A picture is worth a thousand words… but nothing captures a pet’s personality like a video! Online pet videos are one of the most successful (and fun!) ways inspire potential adopters to fall in love with a homeless pet.
Filming great videos of pets for adoption is easier than you may think. They don't need to be long, fancy, or even edited. Social media has gotten most viewers used to clips that are 15 to 30 seconds at most. If you can show the pet interacting with a person - even just your hand - petting them or taking a treat gently, or showing off training commands, that usually generates the most adopter interest.
Currently Adopt-a-Pet.com only accepts YouTube video URLs that play embedded on your pet's profile in the photos carousel. First upload your video to YouTube, then copy the link to paste it in to your pet's profile in the YouTubeVideoURL field (below the photos).
- Lighting: There is a reason this tip is first! Poor lighting can make the cutest pet look dismal. Go for LIGHTER over darker. Indirect daylight is best, like in a bright indoor room, under a shady tree, or outside on an overcast day. If indoors, turn on as many lights as possible to make it as bright as daylight.
- Location: pick a location where the pet is going to be the most focused on you. In a foster home’s living room or yard, in a shelter office, hallway, play yard, in their kennel. Let them hang out there until they are done exploring and most likely to focus on you.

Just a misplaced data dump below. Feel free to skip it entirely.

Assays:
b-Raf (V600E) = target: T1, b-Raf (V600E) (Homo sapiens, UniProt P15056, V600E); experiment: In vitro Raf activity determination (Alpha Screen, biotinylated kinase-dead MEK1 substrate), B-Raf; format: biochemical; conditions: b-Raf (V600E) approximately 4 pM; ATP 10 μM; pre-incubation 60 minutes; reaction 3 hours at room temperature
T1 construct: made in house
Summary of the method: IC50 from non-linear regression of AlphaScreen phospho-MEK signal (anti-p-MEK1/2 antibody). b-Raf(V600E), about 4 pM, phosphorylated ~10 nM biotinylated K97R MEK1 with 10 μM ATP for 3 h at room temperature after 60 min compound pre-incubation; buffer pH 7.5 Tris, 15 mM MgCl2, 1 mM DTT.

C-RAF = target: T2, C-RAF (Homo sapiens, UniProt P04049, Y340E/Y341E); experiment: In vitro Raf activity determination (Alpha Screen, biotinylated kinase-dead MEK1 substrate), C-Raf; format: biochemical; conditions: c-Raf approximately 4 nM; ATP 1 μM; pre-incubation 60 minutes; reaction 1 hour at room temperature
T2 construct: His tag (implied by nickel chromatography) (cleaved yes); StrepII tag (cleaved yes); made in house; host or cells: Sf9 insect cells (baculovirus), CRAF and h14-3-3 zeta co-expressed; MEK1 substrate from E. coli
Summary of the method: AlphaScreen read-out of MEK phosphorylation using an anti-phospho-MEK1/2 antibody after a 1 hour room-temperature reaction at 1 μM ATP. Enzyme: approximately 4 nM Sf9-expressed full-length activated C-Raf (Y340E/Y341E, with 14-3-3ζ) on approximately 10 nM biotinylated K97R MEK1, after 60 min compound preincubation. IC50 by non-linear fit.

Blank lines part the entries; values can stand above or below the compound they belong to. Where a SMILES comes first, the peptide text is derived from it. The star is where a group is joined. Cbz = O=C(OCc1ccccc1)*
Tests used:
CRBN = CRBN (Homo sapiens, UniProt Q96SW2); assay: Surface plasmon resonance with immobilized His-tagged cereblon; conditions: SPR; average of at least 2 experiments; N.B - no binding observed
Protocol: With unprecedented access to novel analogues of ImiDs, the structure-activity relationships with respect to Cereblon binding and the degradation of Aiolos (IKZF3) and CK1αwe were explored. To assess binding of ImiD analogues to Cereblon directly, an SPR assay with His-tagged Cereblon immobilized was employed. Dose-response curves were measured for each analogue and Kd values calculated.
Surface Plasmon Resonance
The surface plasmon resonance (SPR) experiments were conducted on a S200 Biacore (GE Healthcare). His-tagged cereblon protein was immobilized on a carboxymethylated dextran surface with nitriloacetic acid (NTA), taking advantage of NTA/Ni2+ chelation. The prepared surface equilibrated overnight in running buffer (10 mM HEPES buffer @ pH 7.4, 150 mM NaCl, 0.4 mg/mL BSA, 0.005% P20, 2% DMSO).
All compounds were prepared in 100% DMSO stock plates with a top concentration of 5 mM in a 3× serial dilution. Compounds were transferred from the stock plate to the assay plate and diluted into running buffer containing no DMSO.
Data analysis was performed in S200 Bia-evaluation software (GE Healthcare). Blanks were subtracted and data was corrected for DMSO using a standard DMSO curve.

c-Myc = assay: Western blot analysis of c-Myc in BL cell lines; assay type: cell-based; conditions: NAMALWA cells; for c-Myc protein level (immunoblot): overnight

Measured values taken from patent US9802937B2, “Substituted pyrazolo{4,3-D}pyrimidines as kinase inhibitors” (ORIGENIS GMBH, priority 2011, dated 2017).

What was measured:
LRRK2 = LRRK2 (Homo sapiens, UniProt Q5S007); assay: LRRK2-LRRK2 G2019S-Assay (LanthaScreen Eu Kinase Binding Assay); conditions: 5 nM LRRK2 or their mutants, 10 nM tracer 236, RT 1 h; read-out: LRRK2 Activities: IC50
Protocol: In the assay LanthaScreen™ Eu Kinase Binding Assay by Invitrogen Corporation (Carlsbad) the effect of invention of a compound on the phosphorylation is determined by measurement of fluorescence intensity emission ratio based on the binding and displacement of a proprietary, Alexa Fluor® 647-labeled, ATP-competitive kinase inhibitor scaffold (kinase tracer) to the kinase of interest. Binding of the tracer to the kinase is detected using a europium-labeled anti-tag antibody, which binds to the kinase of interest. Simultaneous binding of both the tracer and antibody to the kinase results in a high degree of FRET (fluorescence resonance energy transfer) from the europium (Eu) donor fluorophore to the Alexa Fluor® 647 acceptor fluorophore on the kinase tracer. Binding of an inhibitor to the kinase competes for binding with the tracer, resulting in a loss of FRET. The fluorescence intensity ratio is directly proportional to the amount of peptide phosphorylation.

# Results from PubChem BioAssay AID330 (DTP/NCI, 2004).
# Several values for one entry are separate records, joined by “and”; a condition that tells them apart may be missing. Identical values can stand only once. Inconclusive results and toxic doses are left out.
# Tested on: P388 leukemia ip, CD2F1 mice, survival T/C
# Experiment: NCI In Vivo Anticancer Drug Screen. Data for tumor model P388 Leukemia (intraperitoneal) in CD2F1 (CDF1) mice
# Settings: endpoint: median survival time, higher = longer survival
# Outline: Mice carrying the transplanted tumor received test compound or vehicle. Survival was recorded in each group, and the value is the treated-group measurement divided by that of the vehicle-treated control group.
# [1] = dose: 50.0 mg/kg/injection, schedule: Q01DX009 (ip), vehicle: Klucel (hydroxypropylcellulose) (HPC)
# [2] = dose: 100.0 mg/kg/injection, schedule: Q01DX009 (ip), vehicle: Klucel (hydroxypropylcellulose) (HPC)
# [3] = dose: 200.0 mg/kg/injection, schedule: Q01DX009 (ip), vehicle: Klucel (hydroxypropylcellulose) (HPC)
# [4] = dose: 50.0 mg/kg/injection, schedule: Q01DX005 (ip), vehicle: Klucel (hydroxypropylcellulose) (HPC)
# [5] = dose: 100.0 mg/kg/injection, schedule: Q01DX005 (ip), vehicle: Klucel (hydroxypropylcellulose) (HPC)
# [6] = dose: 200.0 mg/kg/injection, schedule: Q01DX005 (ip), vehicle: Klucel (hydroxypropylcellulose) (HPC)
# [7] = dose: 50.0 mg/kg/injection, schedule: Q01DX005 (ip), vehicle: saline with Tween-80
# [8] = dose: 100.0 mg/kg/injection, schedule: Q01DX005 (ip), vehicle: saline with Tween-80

- Background: simple soft backgrounds work best, like grass or a solid color bedspread or sheet (avoid patterns) draped over where ever you will be placing the pet. Darker colors if the pet is light colored, lighter if the pet is dark.
- Props: put one or two toys near the pet, even if the pet will not play with them. They make the pet look friendlier, and give scale if a person is not in the shot with them.
- Focus: To get the pet focused on your camera’s lens, so he/she is looking into the camera as much as possible, use the tastiest smelliest treats you can find like cut up hotdogs (for dogs) or tuna (for cats), or a feather toy or squeaky toy.
- Helpers: You can video a pet alone, but helpers do make it easier! One can hold the pet, and if you have a third, they can get stand at your shoulder with the treat/toy.
- Length: If you’ve got great film editing skills, you can film for as long as you like! But for most of us, the best technique is to film clips that are 15 to 60 seconds long. You can then pick the best single clip to upload, no editing needed.
- Sound: If the filming “location” is noisy (like a shelter kennel full of barking dogs), after you upload the video to YouTube, on your “My Videos” page click on that videos “edit” link, then “AudioSwap” link. You can then replace the audio with any one of hundreds of free songs, with just a click or two!
- Talking: If you are going to talk in the video, keep what you say short and positive. The video is not the place to go into complicated specifics about the pet. Save that for the text on their adoption listing, or when you speak to the adopter in person. You want the viewer to focus on LOOKING, not listening.
We hope these tips help you in your making of great videos of pets for adoption!